In the spirit of celebrating high quality fashion and design made in America, the blog StyleLedger has launched a documentary series profiling independent businesses. In this episode the owners of Modern Anthology, a menswear and home decor boutique in Brooklyn, reflect on what makes their business unique and successful amidst competition from bigger retailers. John Marsala and Becka Citron share an eye for clothing, accessories, and design objects that tell stories, a Wes Anderson-style mix of vintage childhood knickknacks and equipment for the gentleman explorer. The video series is directed by Matthew Edginton and produced by Style Ledger's Brett Fahlgren, who discusses the inspiration for the project in an interview below.
The Atlantic: What was the inspiration for StyleLedger, and what motivated your decision to start a video component?
Brett Fahlgren: It began somewhat as an online journal, simply cataloging things I found interesting and has grown from there. A lot of my career has been spent working on projects for others that have had a commercial function, selling a suit, promoting a brand, etc. Matthew and I met on one of these projects and realized we had a shared vision and wanted to work on editorial projects that were journalistic in nature.
The co-owners of Modern Anthology in a still from the video
What are your goals for the series?
Our goal is to promote and highlight people who are genuine and have a skill that others might learn from. We're both discerning and straightforward and want our films to have a simple, matter-of-fact tone. We let the characters and subject matter be the charm and avoid over-styled music, treatments and graphics.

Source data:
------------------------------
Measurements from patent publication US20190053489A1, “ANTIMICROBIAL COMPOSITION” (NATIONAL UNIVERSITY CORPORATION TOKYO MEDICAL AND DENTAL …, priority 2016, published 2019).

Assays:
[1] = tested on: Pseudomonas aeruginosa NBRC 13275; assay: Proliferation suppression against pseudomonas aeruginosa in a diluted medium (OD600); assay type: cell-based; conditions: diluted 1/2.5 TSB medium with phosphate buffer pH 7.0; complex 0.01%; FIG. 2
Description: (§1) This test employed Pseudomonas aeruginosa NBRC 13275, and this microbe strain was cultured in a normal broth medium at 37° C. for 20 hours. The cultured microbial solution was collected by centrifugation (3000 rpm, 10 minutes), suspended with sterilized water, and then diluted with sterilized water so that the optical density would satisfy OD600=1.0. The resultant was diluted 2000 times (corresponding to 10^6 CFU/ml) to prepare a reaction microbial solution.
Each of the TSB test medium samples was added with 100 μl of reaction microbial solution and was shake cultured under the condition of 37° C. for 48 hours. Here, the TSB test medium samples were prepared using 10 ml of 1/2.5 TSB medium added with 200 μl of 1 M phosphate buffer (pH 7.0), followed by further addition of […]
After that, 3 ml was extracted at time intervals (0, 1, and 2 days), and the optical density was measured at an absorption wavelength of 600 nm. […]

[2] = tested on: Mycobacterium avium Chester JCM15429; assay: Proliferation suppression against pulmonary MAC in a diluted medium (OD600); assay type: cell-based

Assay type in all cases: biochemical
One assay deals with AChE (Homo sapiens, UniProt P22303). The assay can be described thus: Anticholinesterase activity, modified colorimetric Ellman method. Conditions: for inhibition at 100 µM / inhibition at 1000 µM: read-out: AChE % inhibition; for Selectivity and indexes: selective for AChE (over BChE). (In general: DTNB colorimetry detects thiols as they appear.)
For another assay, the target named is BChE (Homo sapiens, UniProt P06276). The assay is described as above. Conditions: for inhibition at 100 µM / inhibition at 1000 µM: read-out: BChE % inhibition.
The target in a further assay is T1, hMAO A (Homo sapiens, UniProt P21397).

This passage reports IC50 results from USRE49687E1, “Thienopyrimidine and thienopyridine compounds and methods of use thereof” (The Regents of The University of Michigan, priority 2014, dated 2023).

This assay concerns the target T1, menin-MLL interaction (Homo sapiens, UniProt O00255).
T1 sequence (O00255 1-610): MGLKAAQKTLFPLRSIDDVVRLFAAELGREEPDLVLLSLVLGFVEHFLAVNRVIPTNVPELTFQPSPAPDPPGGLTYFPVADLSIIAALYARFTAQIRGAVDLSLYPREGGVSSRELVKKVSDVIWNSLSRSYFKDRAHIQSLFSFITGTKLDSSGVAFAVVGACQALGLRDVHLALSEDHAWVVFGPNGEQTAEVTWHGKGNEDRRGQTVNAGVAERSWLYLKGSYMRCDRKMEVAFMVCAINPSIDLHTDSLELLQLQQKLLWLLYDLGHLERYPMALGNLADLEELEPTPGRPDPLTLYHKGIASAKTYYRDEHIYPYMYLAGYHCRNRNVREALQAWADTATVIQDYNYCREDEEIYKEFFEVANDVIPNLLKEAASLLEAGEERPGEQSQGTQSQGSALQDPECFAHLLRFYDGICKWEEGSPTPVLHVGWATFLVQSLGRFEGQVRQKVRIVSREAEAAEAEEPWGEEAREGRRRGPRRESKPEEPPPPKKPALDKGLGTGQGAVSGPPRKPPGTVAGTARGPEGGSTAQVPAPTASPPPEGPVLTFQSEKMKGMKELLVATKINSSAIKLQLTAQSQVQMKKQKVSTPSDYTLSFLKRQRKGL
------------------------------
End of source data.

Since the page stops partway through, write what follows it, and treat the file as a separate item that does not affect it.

In A Factory in Brooklyn, StyleLedger profiles the Martin Greenfield menswear factory in Brooklyn
How do you select the businesses you profile?
It's all about authenticity and at its simplest: what we find compelling. Our film on the Martin Greenfield factory was very well received because it touched upon a very positive trend right now -- people in this country uniting in support of the underdog.
What's next for you?
We're focused on extending the series, continuing along the "Made in America" storyline.
A still from the video
For more on jobs and the economy, see the State of the Union 2012 issue of The Atlantic, including the cover story, Adam Davidson's "Making It in America," as well as Alan Taylor's photo series, "America at Work."
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